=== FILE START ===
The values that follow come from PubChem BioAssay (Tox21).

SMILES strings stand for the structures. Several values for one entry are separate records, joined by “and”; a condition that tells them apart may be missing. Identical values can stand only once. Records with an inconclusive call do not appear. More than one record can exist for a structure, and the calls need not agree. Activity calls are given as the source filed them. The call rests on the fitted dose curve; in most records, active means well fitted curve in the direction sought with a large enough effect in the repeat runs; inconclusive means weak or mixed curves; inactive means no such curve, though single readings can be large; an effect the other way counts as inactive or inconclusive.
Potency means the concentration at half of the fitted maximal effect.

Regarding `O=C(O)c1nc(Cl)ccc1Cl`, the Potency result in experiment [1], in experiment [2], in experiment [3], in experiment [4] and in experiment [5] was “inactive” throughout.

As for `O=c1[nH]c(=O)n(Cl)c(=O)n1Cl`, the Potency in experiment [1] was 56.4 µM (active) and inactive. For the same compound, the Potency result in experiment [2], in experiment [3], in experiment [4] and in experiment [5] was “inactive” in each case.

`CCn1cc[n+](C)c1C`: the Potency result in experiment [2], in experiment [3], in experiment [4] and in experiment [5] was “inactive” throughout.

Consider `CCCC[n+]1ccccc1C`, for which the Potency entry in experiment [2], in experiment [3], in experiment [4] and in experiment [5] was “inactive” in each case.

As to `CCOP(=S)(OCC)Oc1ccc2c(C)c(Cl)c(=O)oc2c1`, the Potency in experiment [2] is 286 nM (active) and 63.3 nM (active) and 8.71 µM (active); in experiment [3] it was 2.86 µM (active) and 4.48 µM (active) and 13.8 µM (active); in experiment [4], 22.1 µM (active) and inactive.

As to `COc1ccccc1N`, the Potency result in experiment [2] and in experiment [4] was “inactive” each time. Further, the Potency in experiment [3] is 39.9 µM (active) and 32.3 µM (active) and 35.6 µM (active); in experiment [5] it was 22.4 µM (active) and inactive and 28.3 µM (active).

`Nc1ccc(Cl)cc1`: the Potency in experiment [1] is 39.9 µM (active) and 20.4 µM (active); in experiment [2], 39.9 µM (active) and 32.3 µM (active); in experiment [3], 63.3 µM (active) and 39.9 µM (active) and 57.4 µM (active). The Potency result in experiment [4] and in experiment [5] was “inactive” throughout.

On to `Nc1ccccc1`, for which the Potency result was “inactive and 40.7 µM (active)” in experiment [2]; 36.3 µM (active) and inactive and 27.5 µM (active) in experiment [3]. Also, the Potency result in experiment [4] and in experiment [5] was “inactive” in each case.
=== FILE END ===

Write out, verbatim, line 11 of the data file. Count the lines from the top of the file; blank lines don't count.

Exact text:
On to `Nc1ccccc1`, for which the Potency result was “inactive and 40.7 µM (active)” in experiment [2]; 36.3 µM (active) and inactive and 27.5 µM (active) in experiment [3]. Also, the Potency result in experiment [4] and in experiment [5] was “inactive” in each case.